The diverter coupling shown generally at 10 in FIG. 2 is the same diverter coupling as that shown at 10 in FIG. 4 except for the insertion of the preferred element 52 of the present invention and a square kelly 46 as opposed to FIG. 4 which does not include the preferred element 52 of the present invention and shows a circular drill pipe 30 extending through the coupling 10. Therefore, the following description regarding the diverter coupling applies equally to both FIGURES.
The diverter coupling shown generally at 10 is of the rotating insert type. It includes an outer shell 54 for enclosing the entire diverter mechanism. The shell 54 includes the mounting members 38 for attaching to the rotating table structure 34 and further includes diverter conduit 56 defining diverter shell opening 58 for allowing the diversion and removal of pressurized gases and fluids present in the riser string 50 during drilling operation.
As described in the background of the invention, a lower housing 12 is provided within the outer shell 54 for coupling to the riser string 50 extending from the ocean floor. The lower housing 12 also includes diverter outlet 14 in line with diverter shell opening 58 for diversion and removal of pressurized gases and fluid. The lower housing 12 is connected to and made integral with an upper housing 16 by suitable sealed connections such as those shown generally at 60. The upper housing 16 includes a seating surface 62 which provides a stop against which insert housing 18 is lowered against. The upper housing 16 is adapted to receive an annular packing ring 20. The packing ring 20 is of the type well known in the art including a central elastomeric ring 64 which is sandwiched between an upper metallic ring 66 and a lower metallic ring 68. The elastomeric ring has an inner surface 70 for sealing to the insert housing outer surface 72. Likewise, the elastomeric ring has an outer surface 74 for sealing to the inner surface 76 of upper housing 16 to provide an effective seal between the insert housing 18 and the upper housing 16.
The insert housing 18 is held in place within upper housing 16 by lock ring 78. Lock ring 78 is of the split ring type which is inserted in separate pieces to the position shown in FIG. 2 and locked in place by lock ring 80. The insert housing 18 has an axial opening 82 passing through it for receiving the rotating insert 22. The axial opening 82 includes an upper wider portion 84 and a lower narrower portion 86. The rotating insert 22 is rotatably journalled mainly within the narrower opening 86. Bearings 24 are provided for rotatably mounting the rotating insert 22 within the insert housing 18. Grease or other lubricating oil is introduced through line 88 and into lubrication chamber 90 to supply adequate lubricant to the bearings 24. Air and excess lubricant are vented and removed from lubrication chamber 90 through line 92. A support ring 94 is also provided for supporting the lower bearings.
The rotating insert 22 is tubular in shape having an axial opening 96. The rotating 22 insert also includes surfaces 97 and 99 (as best shown in FIG. 3) against which element 52 is seated and positioned during use. In general, the axial opening 96 is sufficiently large to allow passage of operating tools including drill pipes and kellies and required connectors therethrough. In addition, the rotating insert is usually keyed in some manner to rotatably lock it to the operating tool to provide common rotation of the rotating insert with the operating tool. Sealing rings 26 and 28, as previously mentioned, are provided to seal the rotating insert 22 within the insert housing 18 to prevent the escape of lubricant from the lubricating chamber 90 and also to prevent escape of gases and fluids through the top of the coupling from the riser string.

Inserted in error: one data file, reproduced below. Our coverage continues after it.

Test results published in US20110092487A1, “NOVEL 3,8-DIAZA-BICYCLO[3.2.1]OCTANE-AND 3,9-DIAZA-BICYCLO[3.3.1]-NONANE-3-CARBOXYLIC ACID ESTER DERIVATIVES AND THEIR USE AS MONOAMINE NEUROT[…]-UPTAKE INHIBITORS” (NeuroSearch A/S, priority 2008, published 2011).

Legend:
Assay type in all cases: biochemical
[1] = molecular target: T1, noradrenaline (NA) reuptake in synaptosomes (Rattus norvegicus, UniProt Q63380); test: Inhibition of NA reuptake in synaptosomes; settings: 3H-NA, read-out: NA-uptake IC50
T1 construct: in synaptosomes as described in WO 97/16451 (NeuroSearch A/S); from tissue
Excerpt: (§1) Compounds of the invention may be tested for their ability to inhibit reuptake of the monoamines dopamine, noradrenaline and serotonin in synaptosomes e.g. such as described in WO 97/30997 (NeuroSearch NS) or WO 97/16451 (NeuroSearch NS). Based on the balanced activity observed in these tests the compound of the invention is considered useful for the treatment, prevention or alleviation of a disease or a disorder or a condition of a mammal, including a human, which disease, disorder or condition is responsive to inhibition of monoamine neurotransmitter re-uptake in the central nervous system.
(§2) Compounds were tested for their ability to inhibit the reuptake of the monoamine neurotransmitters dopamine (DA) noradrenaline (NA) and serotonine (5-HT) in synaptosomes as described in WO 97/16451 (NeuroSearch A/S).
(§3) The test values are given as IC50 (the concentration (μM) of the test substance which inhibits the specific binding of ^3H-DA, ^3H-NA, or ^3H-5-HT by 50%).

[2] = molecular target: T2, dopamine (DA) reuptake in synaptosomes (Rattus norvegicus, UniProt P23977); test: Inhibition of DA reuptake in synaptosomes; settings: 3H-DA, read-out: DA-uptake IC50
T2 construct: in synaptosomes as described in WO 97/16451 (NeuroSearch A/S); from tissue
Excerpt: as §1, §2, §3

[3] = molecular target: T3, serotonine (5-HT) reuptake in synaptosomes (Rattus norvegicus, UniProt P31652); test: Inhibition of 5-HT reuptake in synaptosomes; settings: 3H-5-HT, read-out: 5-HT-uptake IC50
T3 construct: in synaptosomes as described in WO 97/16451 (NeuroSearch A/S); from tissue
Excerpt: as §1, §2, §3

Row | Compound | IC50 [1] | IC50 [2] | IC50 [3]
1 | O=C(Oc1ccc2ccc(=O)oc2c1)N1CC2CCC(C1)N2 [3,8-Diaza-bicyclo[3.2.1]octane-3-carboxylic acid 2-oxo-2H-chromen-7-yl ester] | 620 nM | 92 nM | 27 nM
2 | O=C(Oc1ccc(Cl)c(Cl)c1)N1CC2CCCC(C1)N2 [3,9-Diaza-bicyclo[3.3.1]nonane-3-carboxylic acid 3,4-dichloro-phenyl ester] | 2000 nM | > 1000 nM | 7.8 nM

On the lower end of the rotating insert 22 is mounted the stripper seal 32. The stripper seal 32 includes a rigid annular portion 98 which is securely attached to the bottom of the rotating insert 22. Attached to the rigid annular portion 98 is a resilient annular boot 100. The resilient annular boot 100 has an inner surface 102 which seals against the various operating tools lowered through the axial opening 96 of the rotating insert 22. The inner surface 102 is circular in shape defining a circular stripper seal opening 104. As operating tools are lowered into and removed from the diverter coupling 10, the annular resilient boot 100 expands and contracts to maintain a seal about the operating tool. Since the opening 104 is circular in shape, the annular boot 100 seals best around circular operating tools, while it seals less optimumly around polygonal operating tools. Having described the preferred rotating insert diverter coupling for use with the present invention, the following will be a detailed description of the preferred stripper seal protection and operating tool sealing element of the present invention.
As shown in FIG. 2, the preferred stripper seal protection and operating tool sealing element of the present invention is shown generally at 52. In accordance with the present invention, stripper protection means for expanding the annular boot 100 radially outward are provided by a protective sleeve member 105 which includes a tubular portion 106. The tubular portion 106 has a tapered end 108 for initially contacting the annular boot 100 when the tubular portion 106 is inserted into contact with the annular boot 100. The tubular portion 106 defines an inner opening 110 which is of sufficient size to allow passage of square kelly 46 therethrough.